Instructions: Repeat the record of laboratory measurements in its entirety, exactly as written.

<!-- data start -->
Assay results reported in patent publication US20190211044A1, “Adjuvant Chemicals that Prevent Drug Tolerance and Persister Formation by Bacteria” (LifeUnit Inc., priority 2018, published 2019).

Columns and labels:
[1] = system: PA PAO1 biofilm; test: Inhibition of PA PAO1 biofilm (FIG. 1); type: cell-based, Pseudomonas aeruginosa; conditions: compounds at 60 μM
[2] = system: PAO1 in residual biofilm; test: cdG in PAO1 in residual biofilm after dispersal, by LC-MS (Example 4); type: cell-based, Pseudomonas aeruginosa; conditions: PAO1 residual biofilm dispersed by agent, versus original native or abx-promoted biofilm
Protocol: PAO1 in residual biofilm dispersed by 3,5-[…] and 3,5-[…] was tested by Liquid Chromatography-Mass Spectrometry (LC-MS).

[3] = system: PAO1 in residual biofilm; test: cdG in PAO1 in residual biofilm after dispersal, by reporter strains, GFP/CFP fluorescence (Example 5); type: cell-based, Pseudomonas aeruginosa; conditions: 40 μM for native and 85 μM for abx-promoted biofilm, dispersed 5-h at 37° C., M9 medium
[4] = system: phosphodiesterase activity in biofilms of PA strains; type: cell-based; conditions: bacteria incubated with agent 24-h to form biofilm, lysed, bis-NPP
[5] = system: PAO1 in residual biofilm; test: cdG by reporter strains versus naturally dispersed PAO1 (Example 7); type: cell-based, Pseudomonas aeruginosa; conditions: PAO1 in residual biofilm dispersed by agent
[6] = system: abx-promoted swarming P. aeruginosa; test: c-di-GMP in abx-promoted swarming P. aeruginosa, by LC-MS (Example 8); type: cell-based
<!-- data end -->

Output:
Assay results reported in patent publication US20190211044A1, “Adjuvant Chemicals that Prevent Drug Tolerance and Persister Formation by Bacteria” (LifeUnit Inc., priority 2018, published 2019).

Columns and labels:
[1] = system: PA PAO1 biofilm; test: Inhibition of PA PAO1 biofilm (FIG. 1); type: cell-based, Pseudomonas aeruginosa; conditions: compounds at 60 μM
[2] = system: PAO1 in residual biofilm; test: cdG in PAO1 in residual biofilm after dispersal, by LC-MS (Example 4); type: cell-based, Pseudomonas aeruginosa; conditions: PAO1 residual biofilm dispersed by agent, versus original native or abx-promoted biofilm
Protocol: PAO1 in residual biofilm dispersed by 3,5-[…] and 3,5-[…] was tested by Liquid Chromatography-Mass Spectrometry (LC-MS).

[3] = system: PAO1 in residual biofilm; test: cdG in PAO1 in residual biofilm after dispersal, by reporter strains, GFP/CFP fluorescence (Example 5); type: cell-based, Pseudomonas aeruginosa; conditions: 40 μM for native and 85 μM for abx-promoted biofilm, dispersed 5-h at 37° C., M9 medium
[4] = system: phosphodiesterase activity in biofilms of PA strains; type: cell-based; conditions: bacteria incubated with agent 24-h to form biofilm, lysed, bis-NPP
[5] = system: PAO1 in residual biofilm; test: cdG by reporter strains versus naturally dispersed PAO1 (Example 7); type: cell-based, Pseudomonas aeruginosa; conditions: PAO1 in residual biofilm dispersed by agent
[6] = system: abx-promoted swarming P. aeruginosa; test: c-di-GMP in abx-promoted swarming P. aeruginosa, by LC-MS (Example 8); type: cell-based